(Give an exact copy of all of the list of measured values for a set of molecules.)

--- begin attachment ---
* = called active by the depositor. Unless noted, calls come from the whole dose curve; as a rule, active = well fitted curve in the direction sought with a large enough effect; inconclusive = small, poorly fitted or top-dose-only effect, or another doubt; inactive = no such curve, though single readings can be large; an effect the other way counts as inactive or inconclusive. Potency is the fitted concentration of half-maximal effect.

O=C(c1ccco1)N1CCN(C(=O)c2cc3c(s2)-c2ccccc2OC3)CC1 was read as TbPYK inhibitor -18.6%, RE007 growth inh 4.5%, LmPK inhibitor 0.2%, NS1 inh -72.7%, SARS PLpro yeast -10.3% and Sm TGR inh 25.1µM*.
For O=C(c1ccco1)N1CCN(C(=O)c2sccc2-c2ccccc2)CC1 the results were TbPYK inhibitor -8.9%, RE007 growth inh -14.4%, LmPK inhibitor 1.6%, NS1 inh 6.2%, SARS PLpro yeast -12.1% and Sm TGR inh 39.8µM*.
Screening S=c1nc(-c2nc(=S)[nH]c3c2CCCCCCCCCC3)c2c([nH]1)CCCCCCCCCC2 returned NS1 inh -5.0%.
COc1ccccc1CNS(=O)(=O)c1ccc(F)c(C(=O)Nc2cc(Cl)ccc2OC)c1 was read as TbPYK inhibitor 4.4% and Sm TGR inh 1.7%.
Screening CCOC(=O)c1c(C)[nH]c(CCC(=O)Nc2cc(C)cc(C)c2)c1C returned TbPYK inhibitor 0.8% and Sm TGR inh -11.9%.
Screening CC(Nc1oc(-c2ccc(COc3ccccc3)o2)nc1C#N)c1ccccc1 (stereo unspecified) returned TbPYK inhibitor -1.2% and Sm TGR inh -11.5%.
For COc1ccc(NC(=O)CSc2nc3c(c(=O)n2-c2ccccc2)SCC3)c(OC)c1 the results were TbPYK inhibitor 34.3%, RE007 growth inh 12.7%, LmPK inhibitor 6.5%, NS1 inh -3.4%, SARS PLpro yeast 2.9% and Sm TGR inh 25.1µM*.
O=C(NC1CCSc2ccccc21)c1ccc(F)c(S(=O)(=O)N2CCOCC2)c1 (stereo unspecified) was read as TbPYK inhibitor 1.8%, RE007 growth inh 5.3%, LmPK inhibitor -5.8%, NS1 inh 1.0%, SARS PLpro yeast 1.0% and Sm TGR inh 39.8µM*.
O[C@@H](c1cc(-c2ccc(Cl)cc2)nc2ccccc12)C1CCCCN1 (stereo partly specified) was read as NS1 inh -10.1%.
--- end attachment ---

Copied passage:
* = called active by the depositor. Unless noted, calls come from the whole dose curve; as a rule, active = well fitted curve in the direction sought with a large enough effect; inconclusive = small, poorly fitted or top-dose-only effect, or another doubt; inactive = no such curve, though single readings can be large; an effect the other way counts as inactive or inconclusive. Potency is the fitted concentration of half-maximal effect.

O=C(c1ccco1)N1CCN(C(=O)c2cc3c(s2)-c2ccccc2OC3)CC1 was read as TbPYK inhibitor -18.6%, RE007 growth inh 4.5%, LmPK inhibitor 0.2%, NS1 inh -72.7%, SARS PLpro yeast -10.3% and Sm TGR inh 25.1µM*.
For O=C(c1ccco1)N1CCN(C(=O)c2sccc2-c2ccccc2)CC1 the results were TbPYK inhibitor -8.9%, RE007 growth inh -14.4%, LmPK inhibitor 1.6%, NS1 inh 6.2%, SARS PLpro yeast -12.1% and Sm TGR inh 39.8µM*.
Screening S=c1nc(-c2nc(=S)[nH]c3c2CCCCCCCCCC3)c2c([nH]1)CCCCCCCCCC2 returned NS1 inh -5.0%.
COc1ccccc1CNS(=O)(=O)c1ccc(F)c(C(=O)Nc2cc(Cl)ccc2OC)c1 was read as TbPYK inhibitor 4.4% and Sm TGR inh 1.7%.
Screening CCOC(=O)c1c(C)[nH]c(CCC(=O)Nc2cc(C)cc(C)c2)c1C returned TbPYK inhibitor 0.8% and Sm TGR inh -11.9%.
Screening CC(Nc1oc(-c2ccc(COc3ccccc3)o2)nc1C#N)c1ccccc1 (stereo unspecified) returned TbPYK inhibitor -1.2% and Sm TGR inh -11.5%.
For COc1ccc(NC(=O)CSc2nc3c(c(=O)n2-c2ccccc2)SCC3)c(OC)c1 the results were TbPYK inhibitor 34.3%, RE007 growth inh 12.7%, LmPK inhibitor 6.5%, NS1 inh -3.4%, SARS PLpro yeast 2.9% and Sm TGR inh 25.1µM*.
O=C(NC1CCSc2ccccc21)c1ccc(F)c(S(=O)(=O)N2CCOCC2)c1 (stereo unspecified) was read as TbPYK inhibitor 1.8%, RE007 growth inh 5.3%, LmPK inhibitor -5.8%, NS1 inh 1.0%, SARS PLpro yeast 1.0% and Sm TGR inh 39.8µM*.
O[C@@H](c1cc(-c2ccc(Cl)cc2)nc2ccccc12)C1CCCCN1 (stereo partly specified) was read as NS1 inh -10.1%.